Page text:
Holiday in Berlin

I recently went on an enjoyable holiday to Berlin for a week. In the DDR museum, I learnt about what it was like to live behind the wall in East Germany. Travel was forbidden, limitations on what food was available, stuck on a waiting list for years in order to own a low quality car (Trabant), and having to sign a written agreement of loyalty to the party so as to be allowed to study at the university.

Opposing the regime was forbidden. Those were different times, yet it wasn't so long ago! If you had to point to a positive of that era, then it was the low unemployment in the DDR. In fact after the fall of the wall in 1989, many East Germans who fled to the West struggled to find work.

Books and music were examples of censorship. Popular culture was viewed as dangerous and potentially subversive in communist Eastern Europe, designed to corrupt its young people, turning them away from socialist ideals. Most music fans simply resorted to taping their favorite songs directly off West German radio stations and exchanging them with their friends. Western bands were not permitted to play in East Germany, and East German rock bands were essentially protected against foreign competition. A limited musical exchange between East and West Germany would gradually happen in the 1980s. Punk was an underground movement; many bands performed concerts in their own garages and recorded and distributed their music on self-made cassettes. However, as the movement grew, Stasi agents were increasingly able to infiltrate the punk scene. East Berlin punk group Namenlos were arrested and sentenced to between 12 and 18 months in prison for ‘disparaging the state’. Klaus Renft Combo were banned in 1975, the committee told the band that their lyrics ‘had absolutely nothing to do with socialist reality'.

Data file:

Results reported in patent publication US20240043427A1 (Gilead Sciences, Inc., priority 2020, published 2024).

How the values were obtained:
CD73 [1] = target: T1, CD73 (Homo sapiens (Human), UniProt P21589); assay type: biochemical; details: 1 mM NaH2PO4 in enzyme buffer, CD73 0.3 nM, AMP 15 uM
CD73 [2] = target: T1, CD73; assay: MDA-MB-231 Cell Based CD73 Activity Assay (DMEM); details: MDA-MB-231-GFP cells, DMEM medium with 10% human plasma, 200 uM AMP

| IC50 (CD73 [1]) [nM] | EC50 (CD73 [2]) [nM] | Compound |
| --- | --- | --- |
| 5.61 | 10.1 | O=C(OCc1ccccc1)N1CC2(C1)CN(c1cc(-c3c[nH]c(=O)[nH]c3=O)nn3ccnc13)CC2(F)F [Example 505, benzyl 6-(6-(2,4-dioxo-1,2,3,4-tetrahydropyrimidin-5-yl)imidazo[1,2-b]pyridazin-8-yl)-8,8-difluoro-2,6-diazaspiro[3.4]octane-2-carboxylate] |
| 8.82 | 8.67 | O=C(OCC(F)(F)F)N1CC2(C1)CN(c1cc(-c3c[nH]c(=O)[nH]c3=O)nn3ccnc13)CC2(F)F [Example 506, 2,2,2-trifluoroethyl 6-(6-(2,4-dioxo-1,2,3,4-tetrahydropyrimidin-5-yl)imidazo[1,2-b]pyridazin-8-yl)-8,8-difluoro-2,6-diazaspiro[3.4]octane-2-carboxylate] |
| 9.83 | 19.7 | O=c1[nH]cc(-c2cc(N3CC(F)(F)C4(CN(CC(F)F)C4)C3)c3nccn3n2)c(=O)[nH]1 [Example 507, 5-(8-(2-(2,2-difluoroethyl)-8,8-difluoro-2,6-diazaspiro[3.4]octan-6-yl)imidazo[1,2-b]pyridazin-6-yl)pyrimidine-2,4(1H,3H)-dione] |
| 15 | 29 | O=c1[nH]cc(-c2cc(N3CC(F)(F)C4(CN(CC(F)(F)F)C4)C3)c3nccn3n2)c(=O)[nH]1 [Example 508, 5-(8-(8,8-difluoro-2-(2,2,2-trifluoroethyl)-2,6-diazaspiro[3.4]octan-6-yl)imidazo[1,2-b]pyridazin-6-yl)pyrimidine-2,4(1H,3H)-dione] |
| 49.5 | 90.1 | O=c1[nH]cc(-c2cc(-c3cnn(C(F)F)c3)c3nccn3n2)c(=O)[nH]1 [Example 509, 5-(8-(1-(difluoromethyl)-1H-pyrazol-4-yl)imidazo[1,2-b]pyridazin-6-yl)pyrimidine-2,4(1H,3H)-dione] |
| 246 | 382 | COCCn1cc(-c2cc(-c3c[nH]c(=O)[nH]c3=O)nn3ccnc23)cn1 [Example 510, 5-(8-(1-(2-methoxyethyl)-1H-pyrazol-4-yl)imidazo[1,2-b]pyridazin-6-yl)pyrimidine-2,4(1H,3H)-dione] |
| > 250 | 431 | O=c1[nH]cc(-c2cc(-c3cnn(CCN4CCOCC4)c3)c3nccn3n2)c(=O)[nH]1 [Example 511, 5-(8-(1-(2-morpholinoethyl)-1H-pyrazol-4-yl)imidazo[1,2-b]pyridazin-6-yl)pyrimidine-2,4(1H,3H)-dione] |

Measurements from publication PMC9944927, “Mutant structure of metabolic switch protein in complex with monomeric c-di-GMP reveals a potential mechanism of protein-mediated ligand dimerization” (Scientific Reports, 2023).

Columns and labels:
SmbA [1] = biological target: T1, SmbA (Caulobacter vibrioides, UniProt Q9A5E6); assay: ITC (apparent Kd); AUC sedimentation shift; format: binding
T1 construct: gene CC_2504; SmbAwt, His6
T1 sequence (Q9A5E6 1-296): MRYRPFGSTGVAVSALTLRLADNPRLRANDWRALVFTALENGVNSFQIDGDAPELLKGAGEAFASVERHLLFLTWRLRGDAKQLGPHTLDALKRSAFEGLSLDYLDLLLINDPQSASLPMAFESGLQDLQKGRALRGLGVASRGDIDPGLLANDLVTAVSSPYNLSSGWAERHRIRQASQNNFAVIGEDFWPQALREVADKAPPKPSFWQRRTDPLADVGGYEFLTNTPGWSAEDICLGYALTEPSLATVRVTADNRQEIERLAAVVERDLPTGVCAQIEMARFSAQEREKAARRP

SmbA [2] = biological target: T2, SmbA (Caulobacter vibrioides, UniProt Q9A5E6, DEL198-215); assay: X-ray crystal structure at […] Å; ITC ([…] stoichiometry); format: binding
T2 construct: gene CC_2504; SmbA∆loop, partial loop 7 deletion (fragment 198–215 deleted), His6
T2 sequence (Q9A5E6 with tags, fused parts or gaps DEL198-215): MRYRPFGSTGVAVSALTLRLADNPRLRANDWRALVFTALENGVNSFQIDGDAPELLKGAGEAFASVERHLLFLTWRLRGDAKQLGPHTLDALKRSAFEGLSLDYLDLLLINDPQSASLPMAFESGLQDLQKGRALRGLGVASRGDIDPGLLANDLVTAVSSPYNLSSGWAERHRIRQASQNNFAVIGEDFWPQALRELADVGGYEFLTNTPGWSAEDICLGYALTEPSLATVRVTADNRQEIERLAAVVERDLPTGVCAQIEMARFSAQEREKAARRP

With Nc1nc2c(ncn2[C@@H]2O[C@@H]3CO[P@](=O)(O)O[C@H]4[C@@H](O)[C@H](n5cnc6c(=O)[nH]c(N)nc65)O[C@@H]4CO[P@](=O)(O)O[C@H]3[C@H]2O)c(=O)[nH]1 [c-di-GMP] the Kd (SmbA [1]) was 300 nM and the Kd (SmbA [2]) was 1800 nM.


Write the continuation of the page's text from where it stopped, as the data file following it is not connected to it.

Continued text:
The highlight of the museum was a listening area where I could hear DDR hits via headphones. With a chart on the screen in which visitors could vote for their favorites. Der Blaue Planet by Karat was in the top 5. I later discovered it's not just a song but a full length album from 1982, released on the state record label AMIGA. The majority of the music on the playlist I had never heard of. Other popular DDR groups included The Puhdys, City, and Silly. Since the museum's cd stock was sold out, I looked for and found a greatest hits by Karat in Media Markt, a nearby multi-story electronics store at Alexander Platz. Also bought a compilation of (mostly 70s and 80s) rock called Das Beste Aus Der DDR. Each cd cost 6 euro. I guess what I found out is that the German music scene has many interesting acts besides Kraftwerk, Tangerine Dream and Can. Not all quality, but some of it still holds up. My German isn't as good as it used to be, so that may diminish what I take away from the music. If the melodies are strong enough, then the lyrics are of lesser importance.

Der Blaue Planet by Karat (1982)

What do you think? As always, comments are welcome


  1. Sounds like you had a really interesting trip and was able to take lots away from it. Cool.

    1. @Wendell: An eventful trip! I don't live that far from Berlin, so I was overdue a visit. Luckily I found two others who had talked about going and I was able to join their group. Might do another post aboout the trip, if there's enthusiasm for it among my readers/followers.

  2. Must have been a fascinating visit and as for the music, it really doesn't seem that long does it but the freedoms for bands in prior to '89 must have made life very difficult for them.

    1. @Alyson: Thanks, I enjoyed my stay. I’m sure the restriction on lyrics caused problems, yet some of that music was popular and well-made. As someone who has been creative myself, I know working within boundaries (sometimes) can be a blessing in disguise! I’ve heard there’s a nostalgia for certain DDR bands, especially among Germans, and various bands still perform concerts today.


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